- Green Growth
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|By Tu Ha and Matthieu Francois*|
From a more practical perspective, gender balance means creating more equal opportunities for women, particularly in the highest levels of an organisation. According to “The power of parity: Advancing women’s equality in Asia-Pacific,” a report published by McKinsey’s business and research arm, McKinsey Global Institute (MGI), women in the region continue to be concentrated in lower growth sectors and lower-paying roles. There are over three times more women in clerical positions than men. Despite the increasing role of the digital economy, women are far less likely to hold a position in the tech industry. The further up a company, the more narrow the opportunities for women, with a 50 per cent drop in women representation from entry level to senior management.
Beyond the moral and ethical implications suggested by this imbalance, gender inequality puts corporations at a disadvantage. Research done by McKinsey in the “Women Matter” series has shown that greater representation of women in senior corporate positions correlates with an improved business performance. In essence, diversity leads to more dynamic discussions, a broader range of factors considered, and healthy challenges to conventional thinking. These benefits also apply to governments, as well as private organisations.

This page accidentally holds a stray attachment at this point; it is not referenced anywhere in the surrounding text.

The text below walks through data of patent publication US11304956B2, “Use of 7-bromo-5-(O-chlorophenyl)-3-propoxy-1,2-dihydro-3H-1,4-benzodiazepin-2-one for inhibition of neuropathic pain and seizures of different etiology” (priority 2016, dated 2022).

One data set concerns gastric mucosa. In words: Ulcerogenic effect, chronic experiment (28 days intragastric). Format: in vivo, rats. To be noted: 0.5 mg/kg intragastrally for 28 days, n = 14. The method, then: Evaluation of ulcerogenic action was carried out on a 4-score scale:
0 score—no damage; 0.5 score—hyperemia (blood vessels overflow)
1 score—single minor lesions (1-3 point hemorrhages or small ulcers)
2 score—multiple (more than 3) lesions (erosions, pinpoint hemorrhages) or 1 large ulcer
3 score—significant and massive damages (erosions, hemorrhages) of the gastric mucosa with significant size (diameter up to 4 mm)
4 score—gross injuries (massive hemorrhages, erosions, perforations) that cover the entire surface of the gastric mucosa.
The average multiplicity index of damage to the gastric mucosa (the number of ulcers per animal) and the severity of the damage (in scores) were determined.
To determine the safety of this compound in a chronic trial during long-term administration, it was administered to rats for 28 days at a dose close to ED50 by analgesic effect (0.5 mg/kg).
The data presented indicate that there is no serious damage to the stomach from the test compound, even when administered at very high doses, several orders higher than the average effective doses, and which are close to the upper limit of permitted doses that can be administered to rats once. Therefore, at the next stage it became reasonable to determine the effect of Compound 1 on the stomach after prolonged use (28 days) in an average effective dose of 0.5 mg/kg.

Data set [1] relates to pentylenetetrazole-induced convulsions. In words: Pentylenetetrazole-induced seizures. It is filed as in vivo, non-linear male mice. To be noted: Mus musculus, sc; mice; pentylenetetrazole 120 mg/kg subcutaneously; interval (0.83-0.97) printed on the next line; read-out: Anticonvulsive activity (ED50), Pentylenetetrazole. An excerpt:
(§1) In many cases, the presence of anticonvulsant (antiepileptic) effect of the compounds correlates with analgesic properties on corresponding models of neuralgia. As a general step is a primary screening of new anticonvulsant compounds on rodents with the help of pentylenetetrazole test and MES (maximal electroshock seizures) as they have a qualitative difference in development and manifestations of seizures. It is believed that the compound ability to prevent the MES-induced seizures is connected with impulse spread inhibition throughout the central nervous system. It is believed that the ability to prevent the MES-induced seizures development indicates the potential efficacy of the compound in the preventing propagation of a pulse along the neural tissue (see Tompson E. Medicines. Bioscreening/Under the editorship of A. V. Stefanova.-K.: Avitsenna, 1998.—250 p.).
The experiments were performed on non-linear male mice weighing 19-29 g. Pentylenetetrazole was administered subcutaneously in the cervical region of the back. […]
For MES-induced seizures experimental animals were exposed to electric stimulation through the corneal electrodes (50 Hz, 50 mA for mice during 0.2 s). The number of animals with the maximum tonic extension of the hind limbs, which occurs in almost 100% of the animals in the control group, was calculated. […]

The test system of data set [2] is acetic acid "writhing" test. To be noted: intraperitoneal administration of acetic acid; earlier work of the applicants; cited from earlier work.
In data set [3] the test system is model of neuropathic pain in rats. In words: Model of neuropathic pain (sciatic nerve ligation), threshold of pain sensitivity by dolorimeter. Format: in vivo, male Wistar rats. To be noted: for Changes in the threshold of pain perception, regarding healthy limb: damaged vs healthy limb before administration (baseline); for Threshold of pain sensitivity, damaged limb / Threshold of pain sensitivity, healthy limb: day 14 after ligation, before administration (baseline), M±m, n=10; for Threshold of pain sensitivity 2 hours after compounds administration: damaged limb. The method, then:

Ultimately, measures that help promote a more equal gender balance such as flexible hours and extended parental leave, directly improve the work-life balance of all employees. These factors can make all the difference to today’s top talent when choosing and staying with their employers, many favour multiple income streams, whilst the work-life balance and other aspects of happiness are considered more important than in previous generators.
A trisector effort
Much is at stake. MGI’s report estimates that $12 trillion can be added to global growth by advancing gender equality. Vietnam could add $40 billion a year to its GDP by 2025, which would see its current economic growth trajectory increase by about 10 per cent.
Capturing these benefits requires not just a clear vision and strong will, but also proactive and focused measures. Governments, companies, and society, which make up a key trisector, must work together.